Sunday, June 22, 2008

Jesus is my Guru


As a newly divorced woman in her mid-forties, I have entered a strange new world of dating. And I am doing it in the strange world that is Asheville.  Being who I am, I tend to be attracted to men who are spiritual.   This translates into my last three dates being with a guy who has been a devoted practitioner of a particular form of meditation based on some kind of yoga out of Hindu/Indian traditions.   So, it has a guru.  And he (date guy) does.   I'm not a guru type of gal.  My protestant gut is suspicious of any human being who claims too much spiritual power. Power corrupts and corrupted spiritual power may be the worst kind.  

(Think inquisitions.  Or Osama bin Laden, for that matter.  Although I don't really think of either of those as spiritual, but political power which cynically used the spiritual weaknesses of people to rile them up.  But that's another post.)

Anyway, I'm discussing my general distrust of gurus with this guy, who is trying not to become defensive about his love of his guru (he's gone to India 3 times to see him) and trying to share with me that it's really all about love -- increasing our love through meditation, blah, blah, blah.  

So I say, "Well, Jesus is my guru.  I don't need any other ones."  And I realize it is true.  That I do think of Jesus much in the same way he thinks of his guru -- as a human being who became so imbued with God-love that he was capable of extending it through not only his words and touch, but even through time and past death.  While I'm fairly ambivalent about church these days, I am still crazy about Jesus.   Though it defies intellectual understanding, I have experienced Jesus in encounters I will call mystical because I'm not sure what else to call them. I have been healed by these encounters -- spiritually, emotionally and physically healed.   Not always in the ways I hoped to be healed, but in ways that powerfully changed me or the direction of my life.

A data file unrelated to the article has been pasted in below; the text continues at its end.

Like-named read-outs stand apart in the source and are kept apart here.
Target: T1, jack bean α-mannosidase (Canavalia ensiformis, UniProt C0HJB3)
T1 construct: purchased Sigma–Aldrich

I experience Jesus as a guy -- a real Middle Eastern Jewish guy -- who fully and completely got it.   Got God.  Got the point of life.   And was transformed -- transfigured -- by it.   And then became a conduit for transforming others.    I don't know what happens to most of us when we die -- worm food?  reincarnation?  straight to heaven, do not pass go, do not collect $200?  -- but I believe that Jesus, in some real sense, did not die.   His body is dead and gone, but his spirit is alive and well.   And not in some vague "everything is divine" sense, but in the sense of that Jewish guy who lived 2000 years ago and taught and walked and healed and was crucified. That his particular life experience -- incarnate, real, fully human experience -- was critical to his ability to continue through cultures and time to speak to us as fully human ones.